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Bad Blood: Changing the conversation around menstruation

Commentary/Opinion by

“You'd think all women do is clean and bleed,” was the line that resonated with me as I read Gillian Flynn’s psychological thriller Gone Girl. Despite the fact that the shedding of the uterine lining is a natural, normal, and healthy process that half of the world’s population experiences, menstruation is frequently stigmatized. In the article, “Bad blood: the taboo on talking about periods is damaging lives,” Rose George points out that we have “5,000 euphemisms for menstruation, but we still can’t talk about it openly.” Menstruating people are trivialized due to an overall ignorance towards their experiences, from misunderstandings of simple anatomy to the misconception that women are the only people on the gender spectrum who menstruate.

It is important to recognize that menstruation stigma remains prevalent for a number of individuals and not just women. Many individuals who identify as men, nonbinary, or genderqueer also experience the physical effects of menstruation. To recognize this, language is a powerful tool. Uncoupling femininity from menstruation is essential, as it breaks the connection that has been used to make sexist assumptions about women, while at the same time shedding light on the experiences and needs of sexual minorities who menstruate.

Peer Health educators at Healthy McGill Maeve Botham and Mackenzie Gingrich-Hadley emphasized the importance of conversation: Menstruation stigma can be reduced by framing it in a positive light and by using inclusive language in discussions. It is important to remember to avoid phrases, like “feminine hygiene,” and to opt for “menstrual hygiene,” to make sure language is inclusive.

It is important to recognize that menstruation stigma remains prevalent for a number of individuals, and not just women.

In addition to broadening discourse around the topic, improving accommodation for and increasing awareness of the needs of menstruating individuals are necessary to normalizing menstruation. These steps can relieve some of the negative connotations attached to menstruating individuals, and therefore dismantle the stigma around menstruation. On Oct. 20, the Students’ Society of McGill University (SSMU) passed a motion to provide free menstrual products to students, which brings to light the importance and the daily impact of menstrual health on its students while emphasizing that SSMU supports its students, both emotionally and financially. Additionally, students can purchase not only traditional menstrual products, but also reusable ones such as cloth pads and menstrual cups through the Shag Shop. This not only comprehensively provides for the needs of those who menstruate but, by offering a choice between a variety products, it opens up a discourse about the diversity of menstrual hygiene methods that exist.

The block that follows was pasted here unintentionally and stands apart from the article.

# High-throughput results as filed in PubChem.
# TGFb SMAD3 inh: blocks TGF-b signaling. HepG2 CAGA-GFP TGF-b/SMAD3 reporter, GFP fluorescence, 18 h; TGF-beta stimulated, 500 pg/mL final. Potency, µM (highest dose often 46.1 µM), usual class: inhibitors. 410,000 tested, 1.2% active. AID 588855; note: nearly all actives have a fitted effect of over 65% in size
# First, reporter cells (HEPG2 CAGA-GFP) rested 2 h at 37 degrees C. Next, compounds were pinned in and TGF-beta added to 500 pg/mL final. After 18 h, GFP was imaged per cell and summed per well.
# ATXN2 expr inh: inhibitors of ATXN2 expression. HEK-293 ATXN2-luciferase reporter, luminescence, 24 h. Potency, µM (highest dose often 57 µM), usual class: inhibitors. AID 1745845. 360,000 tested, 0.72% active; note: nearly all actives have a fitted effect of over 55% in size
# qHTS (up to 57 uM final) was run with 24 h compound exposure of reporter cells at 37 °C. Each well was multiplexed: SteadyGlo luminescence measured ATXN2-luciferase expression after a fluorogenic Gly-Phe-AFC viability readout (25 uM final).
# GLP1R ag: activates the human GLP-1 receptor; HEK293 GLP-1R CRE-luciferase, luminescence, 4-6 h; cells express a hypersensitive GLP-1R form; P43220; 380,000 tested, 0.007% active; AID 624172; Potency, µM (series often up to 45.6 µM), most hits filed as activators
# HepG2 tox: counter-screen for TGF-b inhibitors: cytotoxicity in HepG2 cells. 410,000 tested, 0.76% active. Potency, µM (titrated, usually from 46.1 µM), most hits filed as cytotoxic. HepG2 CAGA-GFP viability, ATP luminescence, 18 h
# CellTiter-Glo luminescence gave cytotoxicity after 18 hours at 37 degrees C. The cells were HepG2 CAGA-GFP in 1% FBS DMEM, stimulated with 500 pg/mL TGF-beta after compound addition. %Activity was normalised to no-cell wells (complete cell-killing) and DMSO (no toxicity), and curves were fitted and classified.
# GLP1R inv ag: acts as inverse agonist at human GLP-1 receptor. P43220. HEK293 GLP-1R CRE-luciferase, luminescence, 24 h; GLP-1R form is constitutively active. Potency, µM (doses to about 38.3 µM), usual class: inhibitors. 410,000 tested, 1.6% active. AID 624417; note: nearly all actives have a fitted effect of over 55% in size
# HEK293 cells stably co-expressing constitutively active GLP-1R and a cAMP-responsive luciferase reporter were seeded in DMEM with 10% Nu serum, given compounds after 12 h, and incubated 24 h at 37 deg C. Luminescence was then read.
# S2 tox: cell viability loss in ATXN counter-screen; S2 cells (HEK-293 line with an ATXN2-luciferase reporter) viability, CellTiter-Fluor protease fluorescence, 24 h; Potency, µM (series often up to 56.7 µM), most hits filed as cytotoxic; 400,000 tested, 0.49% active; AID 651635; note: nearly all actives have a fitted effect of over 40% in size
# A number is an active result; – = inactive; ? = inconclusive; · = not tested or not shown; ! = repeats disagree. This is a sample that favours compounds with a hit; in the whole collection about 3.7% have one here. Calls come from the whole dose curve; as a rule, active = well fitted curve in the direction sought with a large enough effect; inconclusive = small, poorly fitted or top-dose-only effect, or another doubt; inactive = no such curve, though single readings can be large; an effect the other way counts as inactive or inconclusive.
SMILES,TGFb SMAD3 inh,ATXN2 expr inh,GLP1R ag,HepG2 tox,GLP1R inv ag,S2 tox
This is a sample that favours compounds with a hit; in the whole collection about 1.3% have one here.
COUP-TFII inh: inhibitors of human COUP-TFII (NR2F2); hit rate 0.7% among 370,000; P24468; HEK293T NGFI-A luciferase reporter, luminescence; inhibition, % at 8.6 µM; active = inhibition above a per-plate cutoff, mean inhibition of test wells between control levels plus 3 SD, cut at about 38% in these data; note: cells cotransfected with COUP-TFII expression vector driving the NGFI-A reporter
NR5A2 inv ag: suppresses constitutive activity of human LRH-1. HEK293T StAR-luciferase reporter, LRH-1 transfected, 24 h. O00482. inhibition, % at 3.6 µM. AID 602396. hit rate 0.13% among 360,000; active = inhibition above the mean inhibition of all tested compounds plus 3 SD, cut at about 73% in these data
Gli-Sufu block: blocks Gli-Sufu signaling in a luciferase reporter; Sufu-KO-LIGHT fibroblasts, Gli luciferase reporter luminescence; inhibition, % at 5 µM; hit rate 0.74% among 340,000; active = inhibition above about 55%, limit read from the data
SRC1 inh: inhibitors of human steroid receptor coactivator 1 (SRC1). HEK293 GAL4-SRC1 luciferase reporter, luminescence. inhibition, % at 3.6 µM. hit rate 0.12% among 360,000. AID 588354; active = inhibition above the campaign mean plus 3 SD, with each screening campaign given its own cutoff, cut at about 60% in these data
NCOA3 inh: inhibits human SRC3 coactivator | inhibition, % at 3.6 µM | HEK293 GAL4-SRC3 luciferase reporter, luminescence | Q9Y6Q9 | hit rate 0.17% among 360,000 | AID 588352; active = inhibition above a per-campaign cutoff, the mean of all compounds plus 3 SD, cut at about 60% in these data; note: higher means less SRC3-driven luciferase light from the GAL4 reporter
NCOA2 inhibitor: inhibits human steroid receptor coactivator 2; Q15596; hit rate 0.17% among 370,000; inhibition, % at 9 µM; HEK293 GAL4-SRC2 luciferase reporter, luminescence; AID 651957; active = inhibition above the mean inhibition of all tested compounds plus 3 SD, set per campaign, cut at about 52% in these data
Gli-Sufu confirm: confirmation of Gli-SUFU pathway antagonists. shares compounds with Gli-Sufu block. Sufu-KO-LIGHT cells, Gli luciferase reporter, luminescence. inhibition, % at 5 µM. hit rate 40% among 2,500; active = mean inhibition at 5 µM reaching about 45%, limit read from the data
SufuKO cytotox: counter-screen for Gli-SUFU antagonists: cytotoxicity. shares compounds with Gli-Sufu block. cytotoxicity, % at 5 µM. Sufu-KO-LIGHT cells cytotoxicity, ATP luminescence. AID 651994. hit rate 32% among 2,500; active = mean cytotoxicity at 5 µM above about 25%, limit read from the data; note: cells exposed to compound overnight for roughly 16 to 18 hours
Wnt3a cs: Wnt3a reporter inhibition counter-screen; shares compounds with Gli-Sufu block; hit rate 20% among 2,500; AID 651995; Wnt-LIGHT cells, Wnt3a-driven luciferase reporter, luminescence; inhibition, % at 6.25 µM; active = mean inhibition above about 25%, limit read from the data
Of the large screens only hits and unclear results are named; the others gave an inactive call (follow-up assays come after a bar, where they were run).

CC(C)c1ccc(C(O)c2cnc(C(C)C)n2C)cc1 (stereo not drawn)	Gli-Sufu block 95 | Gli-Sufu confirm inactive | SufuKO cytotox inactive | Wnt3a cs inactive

When addressing menstruation stigma, the conversation must acknowledge the variety of experiences of menstruation. The conversation must extend not only to women, but to all menstruating people across the gender spectrum. It is important to remember that not all women menstruate and that individuals of all genders can menstruate. In addition to adequate physical accommodation, appropriate and inclusive language is necessary to create a community that supports all menstruating individuals, while forming the platform necessary to eliminate menstruation stigma.

Myriam Driss is a U0 student majoring in Environment.

 

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